A is A

Whatever happened to the age of reason?

Perhaps it never really took hold. It seems that more than ever, the world abounds in mumbo-jumbo. Supermarket horoscope scrolls, I’m told, sell in the millions every month. The “psychic” reading people are making truckloads of cash. There’s a guy on TV — he draws millions of viewers every week — who can call up your dead loved ones on his psychic hot line to the Great Beyond. We’ve got Jesus hanging out in star-forging nebulas millions of light years across. And the Virgin just last week showed up in a mangled tree stump in New Jersey (no kidding). That’s not to mention Crystal healing, angel sightings, “creationism” (i.e. anti-evolutionism), UFO abductions, homeopathic medicine (I don’t care how many of you homeopathic “physicians” are out there – it’s still hogwash), or Dianetics.

Not much progress since the trial of Socrates, or Galileo, or the Scopes “monkey” trial, or the O.J. trial for that matter.

But what concerns me generally is the decline of reason and logic. Perhaps it’s an offshoot of the societal movement away from secularism toward the new “spiritualism” (translation: hocus pocus in the form of apocalyptic novels, televangelism, “trendy” religions, revivalist freak shows and mercantile “Christian rock” bands). Or maybe the grim harvest of circular post-modern “reasoning” (which posits that everything we think we know is a “social construct” based on “class-based shared belief systems”) has resulted in –you guessed it– the societal conclusion that empiricism is an illusion and that all reality is relative to the observer.

Or it could be the media in general, which in attempting to appear “unbiased” (impossible to do but possible to appear to do) has convinced us all that no matter what the story, there are two sides with absolutely equivalent arguments for or against. So there’s no reason to try to figure out what’s “right” or “wrong” or “legal” because it all depends on your world view and political persuasion.

But no matter the cause, the result is that no one appears to be sure of anything anymore, unless you count the fanatics. As Yeats put it in describing his own era of political chaos:

“The best lack all convictions, while the worst
Are full of passionate intensity.”

And it’s just as true today. There is no safe harbor. Nowadays even the scientific journals aren’t sure of their facts. The New England Journal of Medicine now requests its contributors disclose their financial interests so that readers may discover those which intersect with their research. The “entrepreneurial” scientist, like the now-familiar entrepreneurial politician, cannot be trusted to tell the truth.

Do facts not exist? Can we not at least agree on some facts? Can we say nothing beyond “A is A” without a rebuttal from someone of competing interests or “beliefs”? A while back I wrote a little musing on how we know what we know, concluding that we really know very little, but that dealt mainly with moral philosophy and theoretical science, which are murky areas at best. What I’m talking about here is true empiricism and recorded phenomena.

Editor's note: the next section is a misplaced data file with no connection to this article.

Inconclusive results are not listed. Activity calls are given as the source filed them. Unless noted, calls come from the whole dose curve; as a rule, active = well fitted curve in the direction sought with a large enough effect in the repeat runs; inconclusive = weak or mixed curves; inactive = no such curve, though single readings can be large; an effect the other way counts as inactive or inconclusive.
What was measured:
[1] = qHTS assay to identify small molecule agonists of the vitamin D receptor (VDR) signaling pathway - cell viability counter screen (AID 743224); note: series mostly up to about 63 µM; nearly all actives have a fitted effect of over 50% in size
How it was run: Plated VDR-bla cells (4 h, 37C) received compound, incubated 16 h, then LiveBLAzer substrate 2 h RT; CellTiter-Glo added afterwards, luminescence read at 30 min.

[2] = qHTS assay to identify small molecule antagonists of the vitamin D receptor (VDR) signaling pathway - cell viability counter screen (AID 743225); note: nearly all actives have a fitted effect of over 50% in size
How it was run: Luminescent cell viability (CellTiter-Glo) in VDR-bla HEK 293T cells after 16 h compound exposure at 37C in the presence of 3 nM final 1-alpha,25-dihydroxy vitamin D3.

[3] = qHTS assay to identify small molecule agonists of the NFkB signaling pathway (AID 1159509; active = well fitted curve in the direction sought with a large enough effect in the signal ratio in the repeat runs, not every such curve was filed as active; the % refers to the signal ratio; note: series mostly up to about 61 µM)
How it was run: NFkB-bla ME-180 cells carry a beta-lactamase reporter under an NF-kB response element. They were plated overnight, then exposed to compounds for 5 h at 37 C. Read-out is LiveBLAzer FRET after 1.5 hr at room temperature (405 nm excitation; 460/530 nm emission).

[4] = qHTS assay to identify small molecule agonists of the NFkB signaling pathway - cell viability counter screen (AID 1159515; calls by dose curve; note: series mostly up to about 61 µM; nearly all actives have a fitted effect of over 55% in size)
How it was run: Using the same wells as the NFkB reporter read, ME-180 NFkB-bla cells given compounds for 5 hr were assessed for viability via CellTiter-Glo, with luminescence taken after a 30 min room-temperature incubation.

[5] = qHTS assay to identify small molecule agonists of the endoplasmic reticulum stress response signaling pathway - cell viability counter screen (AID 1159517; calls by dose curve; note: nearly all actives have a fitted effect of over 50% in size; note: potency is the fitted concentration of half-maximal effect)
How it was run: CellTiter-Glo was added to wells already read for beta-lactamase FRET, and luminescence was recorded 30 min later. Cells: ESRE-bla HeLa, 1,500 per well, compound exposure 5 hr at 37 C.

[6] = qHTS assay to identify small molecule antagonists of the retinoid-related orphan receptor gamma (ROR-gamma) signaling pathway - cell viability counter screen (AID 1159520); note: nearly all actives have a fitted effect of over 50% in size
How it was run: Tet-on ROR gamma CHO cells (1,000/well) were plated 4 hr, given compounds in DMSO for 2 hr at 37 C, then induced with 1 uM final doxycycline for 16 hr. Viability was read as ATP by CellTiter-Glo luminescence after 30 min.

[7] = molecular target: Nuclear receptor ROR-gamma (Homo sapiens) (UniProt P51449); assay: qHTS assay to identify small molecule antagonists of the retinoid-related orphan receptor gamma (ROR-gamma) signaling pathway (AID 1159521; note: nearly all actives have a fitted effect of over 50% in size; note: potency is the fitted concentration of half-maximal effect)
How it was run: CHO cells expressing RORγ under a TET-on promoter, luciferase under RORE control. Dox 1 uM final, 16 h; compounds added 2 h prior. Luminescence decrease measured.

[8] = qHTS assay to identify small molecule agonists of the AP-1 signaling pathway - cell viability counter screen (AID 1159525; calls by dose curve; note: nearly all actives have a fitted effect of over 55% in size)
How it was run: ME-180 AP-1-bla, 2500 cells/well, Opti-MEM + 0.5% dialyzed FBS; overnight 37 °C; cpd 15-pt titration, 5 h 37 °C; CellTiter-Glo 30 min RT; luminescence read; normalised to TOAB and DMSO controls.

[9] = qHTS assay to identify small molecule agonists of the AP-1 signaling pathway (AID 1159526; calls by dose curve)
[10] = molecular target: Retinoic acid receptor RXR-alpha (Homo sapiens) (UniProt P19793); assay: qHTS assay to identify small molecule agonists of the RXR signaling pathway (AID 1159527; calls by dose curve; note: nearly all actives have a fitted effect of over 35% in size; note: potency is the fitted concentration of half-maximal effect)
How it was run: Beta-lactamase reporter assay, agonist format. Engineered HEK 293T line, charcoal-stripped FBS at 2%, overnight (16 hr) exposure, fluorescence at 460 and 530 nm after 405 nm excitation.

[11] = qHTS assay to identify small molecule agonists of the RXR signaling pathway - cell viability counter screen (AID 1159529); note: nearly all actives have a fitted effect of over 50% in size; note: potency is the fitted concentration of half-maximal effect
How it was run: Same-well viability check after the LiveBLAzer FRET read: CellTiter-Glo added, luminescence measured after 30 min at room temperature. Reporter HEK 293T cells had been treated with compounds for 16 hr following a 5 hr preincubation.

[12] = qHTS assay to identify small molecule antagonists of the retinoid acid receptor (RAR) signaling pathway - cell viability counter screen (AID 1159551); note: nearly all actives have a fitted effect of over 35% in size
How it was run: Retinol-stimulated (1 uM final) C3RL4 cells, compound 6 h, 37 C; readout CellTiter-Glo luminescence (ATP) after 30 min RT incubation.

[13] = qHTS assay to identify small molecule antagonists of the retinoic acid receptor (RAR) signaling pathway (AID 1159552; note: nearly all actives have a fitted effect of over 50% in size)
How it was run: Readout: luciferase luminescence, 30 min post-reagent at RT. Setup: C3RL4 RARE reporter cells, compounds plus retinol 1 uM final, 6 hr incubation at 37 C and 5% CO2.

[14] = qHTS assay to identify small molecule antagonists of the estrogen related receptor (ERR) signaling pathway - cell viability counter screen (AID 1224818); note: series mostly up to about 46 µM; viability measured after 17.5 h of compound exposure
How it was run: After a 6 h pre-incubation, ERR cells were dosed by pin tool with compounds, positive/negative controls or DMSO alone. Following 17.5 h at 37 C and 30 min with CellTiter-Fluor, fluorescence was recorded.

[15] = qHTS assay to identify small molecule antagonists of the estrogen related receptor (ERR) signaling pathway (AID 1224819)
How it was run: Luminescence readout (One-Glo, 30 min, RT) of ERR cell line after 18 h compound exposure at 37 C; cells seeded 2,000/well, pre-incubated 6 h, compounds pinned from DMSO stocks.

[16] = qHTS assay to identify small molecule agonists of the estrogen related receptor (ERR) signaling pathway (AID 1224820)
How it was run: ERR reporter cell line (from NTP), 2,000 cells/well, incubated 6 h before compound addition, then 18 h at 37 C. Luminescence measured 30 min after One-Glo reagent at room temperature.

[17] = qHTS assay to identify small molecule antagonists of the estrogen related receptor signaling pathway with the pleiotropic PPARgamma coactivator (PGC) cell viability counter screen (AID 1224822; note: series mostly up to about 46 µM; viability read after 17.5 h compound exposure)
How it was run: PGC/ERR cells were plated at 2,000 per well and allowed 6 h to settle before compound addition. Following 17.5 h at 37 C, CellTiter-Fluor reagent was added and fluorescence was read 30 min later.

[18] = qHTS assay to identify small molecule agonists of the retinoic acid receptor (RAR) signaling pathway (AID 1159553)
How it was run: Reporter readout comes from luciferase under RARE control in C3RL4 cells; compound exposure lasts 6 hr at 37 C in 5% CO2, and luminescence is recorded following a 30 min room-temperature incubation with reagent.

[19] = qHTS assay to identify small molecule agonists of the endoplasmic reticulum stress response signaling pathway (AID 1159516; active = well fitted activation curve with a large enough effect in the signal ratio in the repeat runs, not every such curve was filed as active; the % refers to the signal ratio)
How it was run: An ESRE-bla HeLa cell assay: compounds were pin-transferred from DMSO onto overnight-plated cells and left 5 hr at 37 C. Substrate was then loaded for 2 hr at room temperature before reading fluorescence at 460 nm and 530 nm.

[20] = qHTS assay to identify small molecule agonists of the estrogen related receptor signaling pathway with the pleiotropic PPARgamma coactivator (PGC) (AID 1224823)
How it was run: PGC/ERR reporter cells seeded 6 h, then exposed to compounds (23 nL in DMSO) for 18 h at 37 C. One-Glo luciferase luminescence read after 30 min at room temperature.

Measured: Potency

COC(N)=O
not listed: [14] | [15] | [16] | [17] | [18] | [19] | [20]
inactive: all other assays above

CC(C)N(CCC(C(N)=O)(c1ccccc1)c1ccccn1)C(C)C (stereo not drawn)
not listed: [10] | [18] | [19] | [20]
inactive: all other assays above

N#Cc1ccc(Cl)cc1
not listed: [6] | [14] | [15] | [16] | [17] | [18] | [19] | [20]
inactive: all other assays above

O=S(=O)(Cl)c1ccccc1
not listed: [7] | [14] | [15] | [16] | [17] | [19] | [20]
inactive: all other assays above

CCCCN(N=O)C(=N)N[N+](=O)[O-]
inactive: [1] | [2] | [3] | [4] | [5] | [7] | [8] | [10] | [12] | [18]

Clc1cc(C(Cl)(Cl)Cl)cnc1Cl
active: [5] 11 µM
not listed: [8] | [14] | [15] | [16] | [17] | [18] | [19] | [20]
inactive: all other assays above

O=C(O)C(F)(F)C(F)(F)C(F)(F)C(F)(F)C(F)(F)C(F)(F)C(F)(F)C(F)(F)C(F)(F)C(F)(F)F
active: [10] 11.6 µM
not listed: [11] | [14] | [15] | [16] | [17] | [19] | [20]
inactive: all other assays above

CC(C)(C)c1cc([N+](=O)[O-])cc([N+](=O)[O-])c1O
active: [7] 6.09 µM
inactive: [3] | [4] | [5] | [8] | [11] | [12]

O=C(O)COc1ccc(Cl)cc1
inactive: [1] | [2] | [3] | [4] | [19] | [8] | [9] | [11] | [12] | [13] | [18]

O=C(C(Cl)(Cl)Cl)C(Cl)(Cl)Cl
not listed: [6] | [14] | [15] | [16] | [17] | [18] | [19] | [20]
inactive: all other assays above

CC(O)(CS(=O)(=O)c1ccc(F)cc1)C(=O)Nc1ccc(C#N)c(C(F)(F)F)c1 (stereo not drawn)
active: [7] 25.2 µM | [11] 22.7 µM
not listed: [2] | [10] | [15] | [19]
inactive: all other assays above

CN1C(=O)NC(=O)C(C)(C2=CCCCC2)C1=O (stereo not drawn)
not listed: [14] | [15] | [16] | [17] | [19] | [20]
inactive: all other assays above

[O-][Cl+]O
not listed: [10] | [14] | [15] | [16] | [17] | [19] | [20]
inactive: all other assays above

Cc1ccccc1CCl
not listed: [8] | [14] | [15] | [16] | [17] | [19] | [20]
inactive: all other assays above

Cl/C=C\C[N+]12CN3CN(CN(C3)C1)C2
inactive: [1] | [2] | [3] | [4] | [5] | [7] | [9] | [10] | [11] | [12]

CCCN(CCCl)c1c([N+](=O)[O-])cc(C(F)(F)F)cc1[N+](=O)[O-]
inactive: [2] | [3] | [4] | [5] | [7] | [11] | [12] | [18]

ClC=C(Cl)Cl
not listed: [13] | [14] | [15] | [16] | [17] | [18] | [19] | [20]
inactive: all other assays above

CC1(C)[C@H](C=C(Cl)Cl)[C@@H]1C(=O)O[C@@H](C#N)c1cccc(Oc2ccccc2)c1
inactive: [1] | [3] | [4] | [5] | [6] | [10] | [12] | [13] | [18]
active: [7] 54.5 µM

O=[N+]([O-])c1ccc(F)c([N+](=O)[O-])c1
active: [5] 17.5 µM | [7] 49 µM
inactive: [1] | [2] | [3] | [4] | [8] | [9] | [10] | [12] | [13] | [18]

When we expect a debate to settle a matter, it is fruitfully conducted only upon a foundation of perceived truth, or a set of underlying assumptions that inform the outcome. One of those assumptions is that both parties seek the truth, and that the truth, however contradictory to one’s preconceived notions or personal “stake,” must be acknowledged when it is discovered. For example, we may debate the value or advisability of particular environmental laws. But for the debate to produce a valuable decision for society at large, it must proceed from the assumption, acknowledged by both sides, that the environment should in fact be protected. Otherwise, one may argue for a position under the assumption that the environment is irrelevant to the immediate needs of industry, an assumption which presupposes that no law protecting the earth is defensible if it causes any inconvenience whatsoever to industry.

We may debate whether to go to war, but we should agree that war is the choice of last resort in defense of our borders, and as a non-imperialist society we do not initiate wars for the sake of occupying other countries.

We may debate the legality of an election, but we should agree that our leaders must be lawfully elected.

We may debate how best to protect the country, but we should agree that human and civil rights, which are inherent and not granted by the state, cannot be rescinded by the state.

We may debate how best to manage the government, but we should agree that a government “of the people” serving a free society is not allowed to operate in secret or without the consent of the governed.

And so on…

I must honestly say that I do not believe such debates take place at the higher levels of this society. Interests – and interest groups – are too entrenched. Power bases are too powerful. Battle lines are too firmly drawn, and the casualty of truth is regarded by patriots on both sides as an “acceptable loss.”

Truth may be beauty, and beauty truth, but to today’s “winners,” winning is all that matters.

Just ask O.J.

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